At several points over the last 20 years, I’ve thought that Time as Service (TaaS) was a no brainer. But they’re still not widely available and widely adopted. I’ve also thought that the people won’t necessarily use it if they need to pay – unless, of course, they have a legal requirement to do so.
TaaS Has a Fine History
The story of the Belleville family taking time from the Royal Greenwich Observatory every day and distributing it to clock shops throughout London is a fascinating one. A service that even survived competition from the telegraph that continued right up to the 1930s.
BT’s TIM Speaking Clock began in London in 1936, went nationwide in 1942 and still operates today. TIM derived its time from the Rugby Time Signal, again from the Royal Greenwich Observatory, which is now managed by the National Physical Laboratory (NPL). Its forte was to deliver time and frequency to ‘off air’ laboratory setups for calibration that required traceability to national standards.
Internet Time and NTP
David L Mills from the University of Delaware led the development of the Network Time Protocol (NTP) in the mid 1980s, meaning NTP is one of the oldest Internet protocols still in use today.
NTP is ubiquitous in networks but has not really been used for a Cloud-based Time as a Service for two main reasons:
NTP uses UDP on Port 123. This port has been used many times over the years as an attack vector for networks. These attacks are not aimed at your time service but aim to take control of your network. Corporate firewalls tend to block Port 123!
GPS and GNSS
The ability to resolve position and time from the ‘Coarse Acquisition’ signal of the military GPS system led to the development of commercial NTP time servers deriving their time from GPS. This allowed NTP to synchronise computers across your network without NTP packets from the Internet.
Traceable Time Requirements
The development of traceable computer time is a reaction to various financial and corporate scandals.
Around the turn of the century there were few strict time requirements in trading. In the US, there was a system that stamped paper trading tickets with time derived from a dial-up system provided by NIST. The system delivered time guaranteed to within five seconds.
I worked with a London trader back in 2000 that traded in Tokyo, where the time requirements for trading were to within 30 seconds, effectively meaning it was easy to sell stocks before you bought them!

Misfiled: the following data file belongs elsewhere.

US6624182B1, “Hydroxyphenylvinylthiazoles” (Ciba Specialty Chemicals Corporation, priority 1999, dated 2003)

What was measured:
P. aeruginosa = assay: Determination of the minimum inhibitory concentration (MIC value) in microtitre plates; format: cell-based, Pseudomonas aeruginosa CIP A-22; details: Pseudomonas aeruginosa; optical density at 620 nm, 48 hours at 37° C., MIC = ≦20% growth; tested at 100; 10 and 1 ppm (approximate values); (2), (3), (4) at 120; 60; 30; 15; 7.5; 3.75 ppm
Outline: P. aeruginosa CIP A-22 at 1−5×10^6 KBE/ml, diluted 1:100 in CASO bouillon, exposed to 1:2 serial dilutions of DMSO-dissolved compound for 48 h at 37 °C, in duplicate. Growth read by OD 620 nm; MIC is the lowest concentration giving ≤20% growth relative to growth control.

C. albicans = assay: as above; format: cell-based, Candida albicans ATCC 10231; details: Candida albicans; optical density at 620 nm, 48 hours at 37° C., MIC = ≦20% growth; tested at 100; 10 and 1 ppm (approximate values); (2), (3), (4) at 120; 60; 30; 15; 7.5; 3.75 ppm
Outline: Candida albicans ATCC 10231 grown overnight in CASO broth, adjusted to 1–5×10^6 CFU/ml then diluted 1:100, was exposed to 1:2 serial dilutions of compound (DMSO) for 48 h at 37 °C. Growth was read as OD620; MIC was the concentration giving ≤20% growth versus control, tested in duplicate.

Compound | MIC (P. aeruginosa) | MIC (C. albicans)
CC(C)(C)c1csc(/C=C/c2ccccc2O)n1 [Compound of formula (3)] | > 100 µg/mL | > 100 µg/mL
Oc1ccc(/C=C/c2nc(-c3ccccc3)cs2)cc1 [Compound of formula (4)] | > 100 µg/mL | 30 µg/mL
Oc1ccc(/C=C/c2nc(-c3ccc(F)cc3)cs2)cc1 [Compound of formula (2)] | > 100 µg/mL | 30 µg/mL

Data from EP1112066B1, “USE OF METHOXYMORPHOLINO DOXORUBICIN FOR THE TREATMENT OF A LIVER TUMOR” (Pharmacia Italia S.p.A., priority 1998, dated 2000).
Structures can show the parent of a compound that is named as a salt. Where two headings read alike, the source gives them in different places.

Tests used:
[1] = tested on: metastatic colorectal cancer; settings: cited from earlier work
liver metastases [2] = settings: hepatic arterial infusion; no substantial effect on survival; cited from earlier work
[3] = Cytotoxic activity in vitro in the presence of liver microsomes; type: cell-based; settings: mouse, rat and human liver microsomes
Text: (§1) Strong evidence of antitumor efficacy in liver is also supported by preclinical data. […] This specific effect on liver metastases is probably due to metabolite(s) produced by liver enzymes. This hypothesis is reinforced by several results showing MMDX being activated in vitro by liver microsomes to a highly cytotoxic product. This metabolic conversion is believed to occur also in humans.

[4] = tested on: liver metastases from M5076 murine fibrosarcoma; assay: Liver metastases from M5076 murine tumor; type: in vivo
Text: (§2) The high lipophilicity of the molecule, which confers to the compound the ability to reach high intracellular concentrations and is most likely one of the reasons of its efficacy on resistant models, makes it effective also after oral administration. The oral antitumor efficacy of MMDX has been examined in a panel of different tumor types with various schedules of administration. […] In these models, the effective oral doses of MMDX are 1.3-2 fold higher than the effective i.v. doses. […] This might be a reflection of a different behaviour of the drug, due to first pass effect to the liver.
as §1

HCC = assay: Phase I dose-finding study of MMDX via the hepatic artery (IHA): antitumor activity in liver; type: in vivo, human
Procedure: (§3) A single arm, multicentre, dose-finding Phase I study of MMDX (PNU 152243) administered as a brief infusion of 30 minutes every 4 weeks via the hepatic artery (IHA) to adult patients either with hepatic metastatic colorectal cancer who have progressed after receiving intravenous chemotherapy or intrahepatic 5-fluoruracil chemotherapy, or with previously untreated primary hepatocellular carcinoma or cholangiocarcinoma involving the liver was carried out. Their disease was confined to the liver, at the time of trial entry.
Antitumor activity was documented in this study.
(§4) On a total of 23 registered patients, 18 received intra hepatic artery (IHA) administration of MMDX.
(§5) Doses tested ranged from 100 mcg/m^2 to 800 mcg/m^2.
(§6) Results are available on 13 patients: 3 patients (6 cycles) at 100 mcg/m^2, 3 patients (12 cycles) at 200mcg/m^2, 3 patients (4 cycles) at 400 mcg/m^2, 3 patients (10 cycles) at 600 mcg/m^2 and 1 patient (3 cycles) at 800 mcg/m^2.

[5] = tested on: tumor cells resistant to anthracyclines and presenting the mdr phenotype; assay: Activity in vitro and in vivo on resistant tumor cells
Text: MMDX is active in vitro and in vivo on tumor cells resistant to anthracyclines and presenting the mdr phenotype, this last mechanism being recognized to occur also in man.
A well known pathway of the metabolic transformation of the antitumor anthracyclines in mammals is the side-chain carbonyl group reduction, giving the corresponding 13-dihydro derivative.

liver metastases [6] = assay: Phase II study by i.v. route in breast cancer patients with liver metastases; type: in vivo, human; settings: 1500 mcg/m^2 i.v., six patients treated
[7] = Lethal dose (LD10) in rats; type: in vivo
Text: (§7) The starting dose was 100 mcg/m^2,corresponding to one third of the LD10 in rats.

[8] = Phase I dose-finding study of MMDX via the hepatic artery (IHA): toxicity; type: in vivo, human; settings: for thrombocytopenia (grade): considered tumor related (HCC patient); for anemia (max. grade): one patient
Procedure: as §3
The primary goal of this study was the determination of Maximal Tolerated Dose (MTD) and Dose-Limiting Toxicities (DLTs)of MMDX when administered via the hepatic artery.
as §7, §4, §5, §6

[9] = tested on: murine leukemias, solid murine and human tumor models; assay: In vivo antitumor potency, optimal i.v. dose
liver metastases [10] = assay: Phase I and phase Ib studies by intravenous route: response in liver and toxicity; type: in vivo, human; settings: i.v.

High Frequency Trading drove the EU’s MiFID II, including traceable time stamping requirements. In the UK, NPL has a limited but successful traceable time service available in just a few locations. However, the EU currently considers a satellite system that contributes to UTC to be traceable for the purposes of MiFID II.
Wider Security Concerns
GNSS derived time does address the UDP Port 123 security issue, but GNSS has its own security issues. Not so much to your wider network but to the time and position of your equipment.
GNSS signals are very low power and all in the same frequency range making them vulnerable to jamming. A well-designed time system should be able to ‘holdover’ time during such an incident. This may not be an intentional attack but perhaps someone using a company vehicle that doesn’t want their employers to know where they are.
Increasing time requirements in Critical National Infrastructure (CNI), such as the Electricity Grid, does make the effort of long-term jamming or spoofing (sending false signals to change to time and or omission of a device) more attractive for large criminal or national actors.
Summary: Are We There Yet?
The security concerns around CNI are finally driving us to the TaaS model, although this may not be a cloud-based system as many would believe. Although driven by CNI concerns, these systems will hope for wider adoption.
There are UK projects working towards distribution of traceable time through fibre, low frequency radio (eLORAN) and Low Earth Orbit (LEO) Satellite systems.
These systems have momentum but will need worldwide adoption to succeed – a multinational bank will want the same service in Singapore, New York and Frankfurt. Will one or more of them get over the line?
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